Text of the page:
I recently had the pleasure of attending the Wearable Technologies Conference, and I’m happy to report that there is a lot to get excited about in the world of connected devices. Some innovations were made purely for entertainment. Others aimed to end worldwide problems. But what really made me optimistic about the future of wearables, was the number of devices that were NOT made for your wrist. Here are the four biggest trends I witnessed in San Francisco last week.
1. Hearables are the new wearables
The next body-part boom at this year’s Wearable Technologies Conference was the ears, but there’s a lot more to this story than music. A connected ear piece can measure your heartbeat, blood pressure, and body temperature, all while streaming your favorite tunes from your smartphone via Bluetooth.
A German company called Bragi is already winning the race to our ear-space with their product, The Dash. The Dash is a brilliant pair of earbuds that contains thermometers, accelerometers, gyroscopes, Infrared sensors and a slew of CPUs that sound like something that could barely fit in a laptop, let alone in-ear headphones. The one thing they don’t have is a cord, which is likely where the industry is heading.
If you’re impressed, you’re not alone. Bragi’s Kickstarter campaign earned them 15,998 backers, resulting in $3,390,551 of funding. But Bragi can’t rest on their laurels. Rumor has it, Apple’s next generation of earbuds will also be able to track the wearer’s vitals. With HealthKit, their new earpieces, and the iPhone 6 on the horizon, Bragi better get to market ASAP.
2. Batteries aren’t the only energy source
Another big initiative in the wearables community is finding an answer to the increasing demand for power on the go. As wearable devices become more complex, their batteries are constantly being put to the test. One company called EPIC Semiconductors believes the answer is getting rid of batteries altogether.
EPIC has created a skin-friendly sticker containing a tiny chip and two electrodes that run entirely off of the electrical signals sent from your body. These tiny sensors can detect everything from a person’s biometric data to the ripeness of a banana, with no additional hardware required (including batteries).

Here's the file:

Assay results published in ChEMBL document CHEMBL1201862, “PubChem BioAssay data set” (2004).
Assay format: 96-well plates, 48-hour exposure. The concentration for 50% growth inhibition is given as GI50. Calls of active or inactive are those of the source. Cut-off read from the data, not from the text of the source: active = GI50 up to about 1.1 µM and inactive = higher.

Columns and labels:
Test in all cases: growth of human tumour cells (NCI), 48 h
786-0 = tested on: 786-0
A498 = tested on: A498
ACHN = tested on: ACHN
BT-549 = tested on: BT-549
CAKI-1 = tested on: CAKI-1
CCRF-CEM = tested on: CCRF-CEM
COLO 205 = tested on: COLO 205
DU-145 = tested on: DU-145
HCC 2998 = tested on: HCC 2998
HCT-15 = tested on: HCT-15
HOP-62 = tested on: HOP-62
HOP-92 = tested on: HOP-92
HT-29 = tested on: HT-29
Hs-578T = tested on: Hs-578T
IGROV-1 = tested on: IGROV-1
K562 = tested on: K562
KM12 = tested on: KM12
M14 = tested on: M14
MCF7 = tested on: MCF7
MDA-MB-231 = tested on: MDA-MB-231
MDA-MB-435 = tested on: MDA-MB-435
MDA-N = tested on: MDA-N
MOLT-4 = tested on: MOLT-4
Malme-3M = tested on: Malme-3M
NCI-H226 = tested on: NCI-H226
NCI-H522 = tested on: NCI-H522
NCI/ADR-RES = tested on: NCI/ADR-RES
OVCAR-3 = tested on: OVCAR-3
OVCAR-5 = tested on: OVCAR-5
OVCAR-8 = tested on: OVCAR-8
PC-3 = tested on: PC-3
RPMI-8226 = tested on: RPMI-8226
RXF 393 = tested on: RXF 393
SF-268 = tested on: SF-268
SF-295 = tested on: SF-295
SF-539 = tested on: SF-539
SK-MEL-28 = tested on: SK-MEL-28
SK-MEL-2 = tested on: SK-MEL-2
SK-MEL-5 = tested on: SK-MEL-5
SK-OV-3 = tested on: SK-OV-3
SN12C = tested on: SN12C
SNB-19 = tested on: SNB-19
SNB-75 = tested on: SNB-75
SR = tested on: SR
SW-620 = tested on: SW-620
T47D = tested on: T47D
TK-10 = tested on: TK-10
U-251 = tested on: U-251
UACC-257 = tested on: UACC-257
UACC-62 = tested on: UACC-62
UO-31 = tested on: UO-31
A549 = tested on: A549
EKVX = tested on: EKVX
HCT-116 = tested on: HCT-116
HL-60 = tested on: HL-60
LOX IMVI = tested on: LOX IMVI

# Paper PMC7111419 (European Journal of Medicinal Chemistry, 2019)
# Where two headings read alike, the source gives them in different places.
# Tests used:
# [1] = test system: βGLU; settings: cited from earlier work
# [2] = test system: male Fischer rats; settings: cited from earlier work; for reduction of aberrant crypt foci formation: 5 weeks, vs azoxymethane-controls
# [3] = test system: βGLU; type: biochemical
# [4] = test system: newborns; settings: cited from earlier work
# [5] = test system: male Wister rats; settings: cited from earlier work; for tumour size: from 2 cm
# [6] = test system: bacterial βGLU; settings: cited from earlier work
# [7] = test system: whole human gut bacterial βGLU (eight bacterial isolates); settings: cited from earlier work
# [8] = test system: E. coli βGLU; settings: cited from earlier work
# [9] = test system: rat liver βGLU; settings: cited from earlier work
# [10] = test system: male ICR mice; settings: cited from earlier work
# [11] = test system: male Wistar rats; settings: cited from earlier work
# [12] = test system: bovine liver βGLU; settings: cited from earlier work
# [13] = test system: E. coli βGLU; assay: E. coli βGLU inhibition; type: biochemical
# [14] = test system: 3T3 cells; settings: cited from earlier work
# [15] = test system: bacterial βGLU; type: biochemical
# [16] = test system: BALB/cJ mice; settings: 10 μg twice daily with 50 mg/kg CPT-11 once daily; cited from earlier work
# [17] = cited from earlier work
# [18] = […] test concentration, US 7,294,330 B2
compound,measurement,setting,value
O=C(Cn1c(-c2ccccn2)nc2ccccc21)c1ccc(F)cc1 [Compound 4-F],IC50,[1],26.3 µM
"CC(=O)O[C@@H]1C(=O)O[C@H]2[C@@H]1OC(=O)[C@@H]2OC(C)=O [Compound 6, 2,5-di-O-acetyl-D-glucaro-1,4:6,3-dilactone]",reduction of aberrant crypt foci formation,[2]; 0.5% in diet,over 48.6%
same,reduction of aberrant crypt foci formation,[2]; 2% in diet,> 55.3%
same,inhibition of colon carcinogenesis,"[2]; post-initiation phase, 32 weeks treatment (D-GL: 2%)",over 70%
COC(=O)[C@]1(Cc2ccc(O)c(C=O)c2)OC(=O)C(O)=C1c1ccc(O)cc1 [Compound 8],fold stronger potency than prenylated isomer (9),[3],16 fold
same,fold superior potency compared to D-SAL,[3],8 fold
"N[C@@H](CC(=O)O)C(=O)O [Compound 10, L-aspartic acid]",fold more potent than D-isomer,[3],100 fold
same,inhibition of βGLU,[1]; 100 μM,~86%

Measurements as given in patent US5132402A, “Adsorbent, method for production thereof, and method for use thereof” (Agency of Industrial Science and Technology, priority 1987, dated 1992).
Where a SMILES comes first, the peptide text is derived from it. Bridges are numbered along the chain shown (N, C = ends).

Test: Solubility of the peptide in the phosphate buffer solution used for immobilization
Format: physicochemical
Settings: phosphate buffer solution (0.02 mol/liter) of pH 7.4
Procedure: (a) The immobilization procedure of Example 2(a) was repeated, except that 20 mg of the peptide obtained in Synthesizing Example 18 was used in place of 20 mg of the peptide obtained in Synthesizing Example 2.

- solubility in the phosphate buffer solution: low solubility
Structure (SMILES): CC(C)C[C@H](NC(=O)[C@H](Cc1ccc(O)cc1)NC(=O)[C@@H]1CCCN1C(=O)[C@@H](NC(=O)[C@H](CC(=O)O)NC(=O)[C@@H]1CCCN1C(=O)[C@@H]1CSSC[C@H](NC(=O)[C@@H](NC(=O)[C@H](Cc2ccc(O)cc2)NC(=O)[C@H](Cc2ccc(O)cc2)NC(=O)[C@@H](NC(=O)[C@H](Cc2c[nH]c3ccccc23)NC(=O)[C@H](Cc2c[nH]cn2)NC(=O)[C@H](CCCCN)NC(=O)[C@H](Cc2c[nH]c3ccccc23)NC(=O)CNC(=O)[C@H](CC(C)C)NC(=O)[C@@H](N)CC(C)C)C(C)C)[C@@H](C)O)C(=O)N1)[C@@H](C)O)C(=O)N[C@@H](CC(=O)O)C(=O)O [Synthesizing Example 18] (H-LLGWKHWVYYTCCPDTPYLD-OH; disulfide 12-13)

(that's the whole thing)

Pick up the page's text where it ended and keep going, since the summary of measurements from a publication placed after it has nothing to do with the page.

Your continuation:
Another example of battery-free power came from a McMaster University student named Sean Hodgins. Sean invented the Peltier Ring, which uses the body heat from your fingers to activate a tiny blinking LED light. Although the Peltier unit in the ring won’t be powering a watch or fitness tracker anytime soon, it does an excellent job of demonstrating how thermoelectricity could eventually replace the batteries in our wearable devices
3. Haptics are going to be huge
Haptic feedback is also becoming more prevalent in wearable devices. David Birnbaum, Senior UX Design Manager at Immersion Corporation, led a talk about the number of ways subtle vibrations can enhance the wearables experience.
The We:eX Alert Shirt puts this to practice by helping Australian rugby fans “Feel what the players feel.” The key is a sensor-laden shirt that produces harmless vibrations whenever a player is tackled or put in a high-pressured situation. It’s the same kind of haptic feedback you get from your gaming controller while playing Madden, only, you feel it all over your torso instead of just your hands.
Birnbaum also mentioned some more practical vibration solutions, like alerting diabetics when their blood sugar is off or letting you know when you’ve received an email or text message. He even mentioned the possibility of senders being able to indicate the urgency of a message according to the severity of the vibrations. If Birnbaum is right about haptic responses, feeling is the future wearable tech.
4. The road to production is a bumpy one
John Dwyer, VP of Engineering and Technology Development for Flextronics Consumer Technology Group, reminded all the innovators at the Wearable Technologies Conference that they picked a tough path. There’s no shortage of things you have to get right when bringing a product to market. You have to pick the right materials, sensors, product design, user interface, energy source, and communication strategy, and that’s just in the prototyping phase. Finding the right mix of materials and marketing strategies takes multiple iterations.
Deepa Sood, Founder and CEO of Cuff, recalled how her product started as a personal security device and transformed into something she’d be proud to wear through Bryant Park. She even hinted at more designs and features that will come about through future iterations, especially once they open up their API to developers.
Babak Parviz, the man credited with inventing Google Glass, is certainly no stranger to the iteration process. He saw Glass go from an amalgamation of leftover Google equipment to a polished piece of hardware that will soon be making its way to the general public. Point is, no invention finds success without multiple iterations.
See you next year
My final takeaway from the Wearable Technologies Conference is that it was definitely worth the investment to attend. The talent, passion, and knowledge of everyone from the speakers to the vendors was astounding. If you thought the advancements in mobile moved fast, then wearables is a high speed train evolving at a rapid clip by the second.